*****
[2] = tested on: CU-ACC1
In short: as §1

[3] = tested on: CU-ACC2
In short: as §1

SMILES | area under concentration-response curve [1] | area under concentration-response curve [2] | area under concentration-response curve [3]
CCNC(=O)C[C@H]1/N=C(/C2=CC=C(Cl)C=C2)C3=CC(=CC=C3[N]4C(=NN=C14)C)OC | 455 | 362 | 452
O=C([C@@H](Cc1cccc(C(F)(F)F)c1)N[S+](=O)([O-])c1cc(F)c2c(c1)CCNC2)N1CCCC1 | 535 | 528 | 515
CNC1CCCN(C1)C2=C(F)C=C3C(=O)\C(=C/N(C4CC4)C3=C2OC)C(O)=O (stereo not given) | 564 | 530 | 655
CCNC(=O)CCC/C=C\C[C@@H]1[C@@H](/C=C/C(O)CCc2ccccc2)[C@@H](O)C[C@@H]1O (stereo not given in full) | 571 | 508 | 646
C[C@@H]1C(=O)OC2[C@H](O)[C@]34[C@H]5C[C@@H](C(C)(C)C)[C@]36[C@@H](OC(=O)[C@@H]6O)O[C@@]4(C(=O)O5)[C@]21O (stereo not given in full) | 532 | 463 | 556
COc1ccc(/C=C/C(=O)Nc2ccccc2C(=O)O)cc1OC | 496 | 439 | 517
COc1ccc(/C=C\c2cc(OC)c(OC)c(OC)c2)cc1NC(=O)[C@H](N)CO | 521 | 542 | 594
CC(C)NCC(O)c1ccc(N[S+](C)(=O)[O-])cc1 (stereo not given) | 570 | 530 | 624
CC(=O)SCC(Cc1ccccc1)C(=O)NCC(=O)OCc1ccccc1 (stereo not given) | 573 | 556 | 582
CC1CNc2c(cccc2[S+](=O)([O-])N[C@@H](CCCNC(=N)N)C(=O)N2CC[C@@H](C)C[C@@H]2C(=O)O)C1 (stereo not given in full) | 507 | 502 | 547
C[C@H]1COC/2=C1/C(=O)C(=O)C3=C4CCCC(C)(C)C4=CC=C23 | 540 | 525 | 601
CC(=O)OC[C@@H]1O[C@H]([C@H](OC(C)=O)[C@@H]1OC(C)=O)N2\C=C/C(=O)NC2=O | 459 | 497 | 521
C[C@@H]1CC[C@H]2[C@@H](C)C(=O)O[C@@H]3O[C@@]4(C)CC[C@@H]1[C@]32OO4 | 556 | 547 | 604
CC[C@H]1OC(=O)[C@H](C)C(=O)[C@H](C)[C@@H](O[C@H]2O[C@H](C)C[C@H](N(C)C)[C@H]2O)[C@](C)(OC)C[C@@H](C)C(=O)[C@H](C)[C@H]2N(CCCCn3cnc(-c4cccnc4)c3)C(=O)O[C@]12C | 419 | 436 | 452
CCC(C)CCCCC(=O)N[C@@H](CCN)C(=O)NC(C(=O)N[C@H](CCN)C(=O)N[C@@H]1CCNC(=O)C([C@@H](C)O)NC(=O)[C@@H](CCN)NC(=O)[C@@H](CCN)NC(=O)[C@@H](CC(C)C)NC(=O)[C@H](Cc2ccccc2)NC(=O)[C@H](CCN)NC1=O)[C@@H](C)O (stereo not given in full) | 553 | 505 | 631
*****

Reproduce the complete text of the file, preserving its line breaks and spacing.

[2] = tested on: CU-ACC1
In short: as §1

[3] = tested on: CU-ACC2
In short: as §1

SMILES | area under concentration-response curve [1] | area under concentration-response curve [2] | area under concentration-response curve [3]
CCNC(=O)C[C@H]1/N=C(/C2=CC=C(Cl)C=C2)C3=CC(=CC=C3[N]4C(=NN=C14)C)OC | 455 | 362 | 452
O=C([C@@H](Cc1cccc(C(F)(F)F)c1)N[S+](=O)([O-])c1cc(F)c2c(c1)CCNC2)N1CCCC1 | 535 | 528 | 515
CNC1CCCN(C1)C2=C(F)C=C3C(=O)\C(=C/N(C4CC4)C3=C2OC)C(O)=O (stereo not given) | 564 | 530 | 655
CCNC(=O)CCC/C=C\C[C@@H]1[C@@H](/C=C/C(O)CCc2ccccc2)[C@@H](O)C[C@@H]1O (stereo not given in full) | 571 | 508 | 646
C[C@@H]1C(=O)OC2[C@H](O)[C@]34[C@H]5C[C@@H](C(C)(C)C)[C@]36[C@@H](OC(=O)[C@@H]6O)O[C@@]4(C(=O)O5)[C@]21O (stereo not given in full) | 532 | 463 | 556
COc1ccc(/C=C/C(=O)Nc2ccccc2C(=O)O)cc1OC | 496 | 439 | 517
COc1ccc(/C=C\c2cc(OC)c(OC)c(OC)c2)cc1NC(=O)[C@H](N)CO | 521 | 542 | 594
CC(C)NCC(O)c1ccc(N[S+](C)(=O)[O-])cc1 (stereo not given) | 570 | 530 | 624
CC(=O)SCC(Cc1ccccc1)C(=O)NCC(=O)OCc1ccccc1 (stereo not given) | 573 | 556 | 582
CC1CNc2c(cccc2[S+](=O)([O-])N[C@@H](CCCNC(=N)N)C(=O)N2CC[C@@H](C)C[C@@H]2C(=O)O)C1 (stereo not given in full) | 507 | 502 | 547
C[C@H]1COC/2=C1/C(=O)C(=O)C3=C4CCCC(C)(C)C4=CC=C23 | 540 | 525 | 601
CC(=O)OC[C@@H]1O[C@H]([C@H](OC(C)=O)[C@@H]1OC(C)=O)N2\C=C/C(=O)NC2=O | 459 | 497 | 521
C[C@@H]1CC[C@H]2[C@@H](C)C(=O)O[C@@H]3O[C@@]4(C)CC[C@@H]1[C@]32OO4 | 556 | 547 | 604
CC[C@H]1OC(=O)[C@H](C)C(=O)[C@H](C)[C@@H](O[C@H]2O[C@H](C)C[C@H](N(C)C)[C@H]2O)[C@](C)(OC)C[C@@H](C)C(=O)[C@H](C)[C@H]2N(CCCCn3cnc(-c4cccnc4)c3)C(=O)O[C@]12C | 419 | 436 | 452
CCC(C)CCCCC(=O)N[C@@H](CCN)C(=O)NC(C(=O)N[C@H](CCN)C(=O)N[C@@H]1CCNC(=O)C([C@@H](C)O)NC(=O)[C@@H](CCN)NC(=O)[C@@H](CCN)NC(=O)[C@@H](CC(C)C)NC(=O)[C@H](Cc2ccccc2)NC(=O)[C@H](CCN)NC1=O)[C@@H](C)O (stereo not given in full) | 553 | 505 | 631